On World Photography Day, August 19, PARI showcases extraordinary images from the Bandipur National Park in Karnataka. See the forests, the wildlife and people there through the eyes of local residents – who live in and around the reserve – and not from a tourist’s or professional photographer’s lens.
These photo essays highlight how, through photography, individuals can tell their own stories, rather than serving as the subject of someone else’s . While there is no shortage of beautifully-shot imagery of wildlife on various media platforms, what about the stories of people who spend their lives living with the world’s most endangered, and also dangerous, animals? What is life like in this landscape where both humans and animals have the potential to kill, and also be killed, by one another? Who should tell those stories?
This is what motivated the creation of the Book of Bandipur. Over the course of six months in 2015-2016, six individuals – farmers, labourers, wildlife experts, Adivasis and others – documented their daily lives and experiences of living on the fringes of Bandipur National Park. This is one of the most important habitats in the world for tigers, leopards and elephants, among other notable creatures.
Many of those involved in this effort had never used a camera before. They did meet as a group to discuss the ways in which their daily lives intersect with non-human life – through work, play and unexpected encounter. As their essays document, Bandipur is a landscape of overlapping social words. A motivating force for this project was to give visibility to these worlds.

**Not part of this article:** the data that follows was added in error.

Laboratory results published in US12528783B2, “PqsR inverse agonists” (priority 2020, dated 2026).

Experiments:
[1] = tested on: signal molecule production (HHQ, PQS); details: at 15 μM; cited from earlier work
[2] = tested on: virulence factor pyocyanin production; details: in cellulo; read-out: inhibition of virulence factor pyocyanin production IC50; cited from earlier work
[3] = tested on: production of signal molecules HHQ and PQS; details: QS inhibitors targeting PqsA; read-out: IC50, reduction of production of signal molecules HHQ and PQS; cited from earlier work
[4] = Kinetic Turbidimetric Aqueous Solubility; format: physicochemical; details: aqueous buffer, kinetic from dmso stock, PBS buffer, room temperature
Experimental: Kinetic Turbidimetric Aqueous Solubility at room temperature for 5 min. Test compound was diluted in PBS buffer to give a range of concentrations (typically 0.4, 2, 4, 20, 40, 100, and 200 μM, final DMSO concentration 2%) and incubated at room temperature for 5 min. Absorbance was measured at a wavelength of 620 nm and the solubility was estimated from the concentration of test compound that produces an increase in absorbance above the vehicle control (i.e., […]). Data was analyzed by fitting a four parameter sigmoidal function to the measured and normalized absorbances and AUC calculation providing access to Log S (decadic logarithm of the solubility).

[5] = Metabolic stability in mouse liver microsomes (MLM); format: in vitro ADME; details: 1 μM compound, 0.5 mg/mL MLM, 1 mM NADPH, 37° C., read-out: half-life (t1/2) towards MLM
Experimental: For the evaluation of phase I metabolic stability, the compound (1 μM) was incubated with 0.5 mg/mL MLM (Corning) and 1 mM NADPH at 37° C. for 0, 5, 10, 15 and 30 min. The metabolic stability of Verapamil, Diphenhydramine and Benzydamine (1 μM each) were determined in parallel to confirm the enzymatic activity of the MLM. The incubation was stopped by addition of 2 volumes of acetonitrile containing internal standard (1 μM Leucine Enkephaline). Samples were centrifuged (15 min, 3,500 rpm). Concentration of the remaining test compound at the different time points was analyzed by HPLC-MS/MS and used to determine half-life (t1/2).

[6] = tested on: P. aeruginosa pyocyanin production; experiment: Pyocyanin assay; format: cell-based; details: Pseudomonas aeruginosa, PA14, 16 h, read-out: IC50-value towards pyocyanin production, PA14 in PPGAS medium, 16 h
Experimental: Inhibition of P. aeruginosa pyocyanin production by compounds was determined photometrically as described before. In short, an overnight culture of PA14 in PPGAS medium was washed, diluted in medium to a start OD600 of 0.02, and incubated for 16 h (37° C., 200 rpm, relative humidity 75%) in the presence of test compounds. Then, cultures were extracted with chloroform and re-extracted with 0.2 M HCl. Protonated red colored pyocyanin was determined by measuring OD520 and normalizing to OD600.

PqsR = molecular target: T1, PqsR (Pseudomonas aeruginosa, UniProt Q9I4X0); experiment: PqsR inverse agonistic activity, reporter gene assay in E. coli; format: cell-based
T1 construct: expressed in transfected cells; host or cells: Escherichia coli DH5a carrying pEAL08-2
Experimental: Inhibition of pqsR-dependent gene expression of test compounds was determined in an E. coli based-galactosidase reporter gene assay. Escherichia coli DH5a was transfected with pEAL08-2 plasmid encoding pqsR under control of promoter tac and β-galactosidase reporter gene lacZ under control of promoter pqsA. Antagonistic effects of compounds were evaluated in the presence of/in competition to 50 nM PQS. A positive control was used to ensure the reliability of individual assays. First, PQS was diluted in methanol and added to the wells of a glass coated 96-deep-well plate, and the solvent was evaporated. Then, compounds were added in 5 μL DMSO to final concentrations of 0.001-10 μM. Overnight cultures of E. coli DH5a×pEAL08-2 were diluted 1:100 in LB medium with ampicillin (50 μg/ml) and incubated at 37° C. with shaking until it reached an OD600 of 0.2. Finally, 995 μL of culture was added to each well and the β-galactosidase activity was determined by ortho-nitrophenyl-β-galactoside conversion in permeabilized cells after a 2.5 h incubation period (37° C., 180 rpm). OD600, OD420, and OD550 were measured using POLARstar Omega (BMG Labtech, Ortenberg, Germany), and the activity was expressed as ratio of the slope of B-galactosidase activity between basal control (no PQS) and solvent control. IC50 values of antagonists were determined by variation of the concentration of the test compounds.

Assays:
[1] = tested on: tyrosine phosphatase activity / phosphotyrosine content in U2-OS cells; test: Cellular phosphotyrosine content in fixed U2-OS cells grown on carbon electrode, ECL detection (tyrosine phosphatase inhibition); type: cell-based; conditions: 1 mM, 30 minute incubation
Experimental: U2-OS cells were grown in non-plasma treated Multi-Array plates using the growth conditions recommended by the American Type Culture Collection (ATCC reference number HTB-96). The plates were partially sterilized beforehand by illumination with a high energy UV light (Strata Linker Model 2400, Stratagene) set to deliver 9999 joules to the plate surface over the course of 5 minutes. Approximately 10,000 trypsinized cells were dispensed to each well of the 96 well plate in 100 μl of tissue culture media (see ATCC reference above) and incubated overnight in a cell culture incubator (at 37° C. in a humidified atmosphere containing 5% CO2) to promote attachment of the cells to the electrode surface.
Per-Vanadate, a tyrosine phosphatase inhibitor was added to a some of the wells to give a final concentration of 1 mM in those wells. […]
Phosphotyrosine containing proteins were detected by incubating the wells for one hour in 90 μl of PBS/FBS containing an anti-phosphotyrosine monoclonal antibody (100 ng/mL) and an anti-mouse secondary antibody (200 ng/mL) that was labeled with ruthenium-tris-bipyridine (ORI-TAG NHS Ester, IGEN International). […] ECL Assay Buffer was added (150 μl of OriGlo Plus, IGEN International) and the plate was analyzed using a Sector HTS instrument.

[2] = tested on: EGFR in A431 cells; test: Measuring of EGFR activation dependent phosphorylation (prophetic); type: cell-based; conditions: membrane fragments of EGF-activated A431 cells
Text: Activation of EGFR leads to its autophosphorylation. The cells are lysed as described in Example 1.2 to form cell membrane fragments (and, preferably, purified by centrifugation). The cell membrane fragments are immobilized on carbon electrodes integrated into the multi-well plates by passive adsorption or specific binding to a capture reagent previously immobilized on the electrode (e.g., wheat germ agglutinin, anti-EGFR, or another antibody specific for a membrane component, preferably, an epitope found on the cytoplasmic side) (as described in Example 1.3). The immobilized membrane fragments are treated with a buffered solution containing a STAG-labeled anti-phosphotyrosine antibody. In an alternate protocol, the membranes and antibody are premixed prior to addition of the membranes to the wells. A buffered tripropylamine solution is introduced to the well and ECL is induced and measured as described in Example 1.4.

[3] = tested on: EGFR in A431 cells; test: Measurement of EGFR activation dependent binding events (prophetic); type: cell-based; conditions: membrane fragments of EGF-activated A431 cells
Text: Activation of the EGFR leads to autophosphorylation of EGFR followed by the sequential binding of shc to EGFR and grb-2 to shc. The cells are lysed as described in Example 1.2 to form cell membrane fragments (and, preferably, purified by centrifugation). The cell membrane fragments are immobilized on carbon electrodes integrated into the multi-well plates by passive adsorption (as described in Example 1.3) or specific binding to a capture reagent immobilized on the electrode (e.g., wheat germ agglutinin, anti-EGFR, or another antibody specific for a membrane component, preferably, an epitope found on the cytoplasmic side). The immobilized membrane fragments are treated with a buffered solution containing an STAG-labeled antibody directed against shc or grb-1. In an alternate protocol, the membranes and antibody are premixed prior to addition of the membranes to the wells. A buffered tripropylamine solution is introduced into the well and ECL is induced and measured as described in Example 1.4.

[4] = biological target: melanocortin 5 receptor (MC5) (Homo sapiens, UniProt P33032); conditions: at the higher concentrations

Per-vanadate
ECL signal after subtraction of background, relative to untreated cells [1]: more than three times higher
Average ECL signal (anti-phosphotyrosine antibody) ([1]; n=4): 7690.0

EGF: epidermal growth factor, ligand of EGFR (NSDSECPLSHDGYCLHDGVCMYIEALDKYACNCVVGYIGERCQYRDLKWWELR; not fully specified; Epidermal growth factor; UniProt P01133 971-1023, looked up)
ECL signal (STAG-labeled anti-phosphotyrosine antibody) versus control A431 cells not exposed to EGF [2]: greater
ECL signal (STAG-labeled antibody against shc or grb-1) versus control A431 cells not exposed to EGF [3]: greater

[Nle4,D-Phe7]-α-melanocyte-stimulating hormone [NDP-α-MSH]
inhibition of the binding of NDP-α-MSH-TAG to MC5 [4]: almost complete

Some of the photographers featured here see Bandipur as land historically appropriated from their communities by the state in the name of wildlife conservation. Some see exclusionary protected areas like Bandipur as the only way to protect India’s endangered wildlife. Collectively, their photo essays push us to think about what social justice can look like in the context of wildlife conservation, and to whom we should turn as ‘experts’ in imagining the future of conservation.
is a Jenu Kuruba Adivasi who lives in Ananjihundi village on the fringes of Bandipur National Park, one of India’s premier tiger reserves. She earns a living as a domestic worker.
Read her story:
When Jayamma spotted the leopard
Nagi Shiva lives in Lokkere village, located on the fringes of Bandipur National Park, one of India’s premier tiger reserves. She earns a living as a domestic worker.
Read her story: ‘We have hills and forests and we live here’
K. Sunil is a Soliga Adivasi who lives in Kaniyanpura Colony on the fringes of Bandipur National Park in Karnataka. He works as a field guide for students of science.
Read his story: Home with the harvest in Bandipur
is a trained naturalist and cultivator from Kunagahalli village; he works in Bandipur National Park, Karnataka.
Read his story: Close encounters with the Prince of Bandipur
M. Indra Kumar
lives in Mangala village near Bandipur National Park in Karnataka. He works as the manager at a local wildlife souvenir shop.
Read his story: 'That is where the leopard and tiger attack'
N. Swamy Bassavanna is a farmer who lives on the fringes of Bandipur National Park, one of India’s premier tiger reserves.
Read his story: 'This calf went missing after I took this photo'
This work was facilitated by Jared Margulies, in coordination with the Mariamma Charitable Trust, located in Mangala village, Karnataka. It was made possible with the support of a 2015-2016 Fulbright Nehru Student Research Grant, a Graduate Student Association Research Grant from the University of Maryland, Baltimore County, in-kind support from the Mariamma Charitable Trust, and above all, the participation, enthusiasm and efforts of the photographers themselves. B.R. Rajeev’s help in the translation of the text was invaluable, too. All copyrights for the photo are held by the photographers alone in accordance with PARI’s Creative Commons policies. Any questions about their use or reproduction should be directed to PARI.